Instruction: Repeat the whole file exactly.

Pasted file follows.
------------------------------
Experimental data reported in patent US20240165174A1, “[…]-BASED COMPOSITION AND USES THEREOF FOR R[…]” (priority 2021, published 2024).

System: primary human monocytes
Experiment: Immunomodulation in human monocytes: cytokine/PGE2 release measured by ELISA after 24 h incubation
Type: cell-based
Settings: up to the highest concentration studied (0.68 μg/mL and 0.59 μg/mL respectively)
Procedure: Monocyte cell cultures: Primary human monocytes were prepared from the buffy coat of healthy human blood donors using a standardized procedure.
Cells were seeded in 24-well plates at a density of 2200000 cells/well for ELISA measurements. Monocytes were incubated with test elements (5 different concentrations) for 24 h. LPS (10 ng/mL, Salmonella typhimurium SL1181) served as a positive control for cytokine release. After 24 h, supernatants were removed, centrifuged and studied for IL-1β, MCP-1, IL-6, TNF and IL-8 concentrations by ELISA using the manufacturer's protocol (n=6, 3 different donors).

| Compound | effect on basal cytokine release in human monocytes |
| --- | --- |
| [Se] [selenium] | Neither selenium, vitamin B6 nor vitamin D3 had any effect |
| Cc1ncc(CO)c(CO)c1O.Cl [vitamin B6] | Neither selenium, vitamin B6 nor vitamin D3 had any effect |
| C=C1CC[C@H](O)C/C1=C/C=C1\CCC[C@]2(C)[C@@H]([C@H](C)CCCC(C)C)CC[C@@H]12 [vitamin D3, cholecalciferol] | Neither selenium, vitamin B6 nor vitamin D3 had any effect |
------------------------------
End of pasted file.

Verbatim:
Experimental data reported in patent US20240165174A1, “[…]-BASED COMPOSITION AND USES THEREOF FOR R[…]” (priority 2021, published 2024).

System: primary human monocytes
Experiment: Immunomodulation in human monocytes: cytokine/PGE2 release measured by ELISA after 24 h incubation
Type: cell-based
Settings: up to the highest concentration studied (0.68 μg/mL and 0.59 μg/mL respectively)
Procedure: Monocyte cell cultures: Primary human monocytes were prepared from the buffy coat of healthy human blood donors using a standardized procedure.
Cells were seeded in 24-well plates at a density of 2200000 cells/well for ELISA measurements. Monocytes were incubated with test elements (5 different concentrations) for 24 h. LPS (10 ng/mL, Salmonella typhimurium SL1181) served as a positive control for cytokine release. After 24 h, supernatants were removed, centrifuged and studied for IL-1β, MCP-1, IL-6, TNF and IL-8 concentrations by ELISA using the manufacturer's protocol (n=6, 3 different donors).

| Compound | effect on basal cytokine release in human monocytes |
| --- | --- |
| [Se] [selenium] | Neither selenium, vitamin B6 nor vitamin D3 had any effect |
| Cc1ncc(CO)c(CO)c1O.Cl [vitamin B6] | Neither selenium, vitamin B6 nor vitamin D3 had any effect |
| C=C1CC[C@H](O)C/C1=C/C=C1\CCC[C@]2(C)[C@@H]([C@H](C)CCCC(C)C)CC[C@@H]12 [vitamin D3, cholecalciferol] | Neither selenium, vitamin B6 nor vitamin D3 had any effect |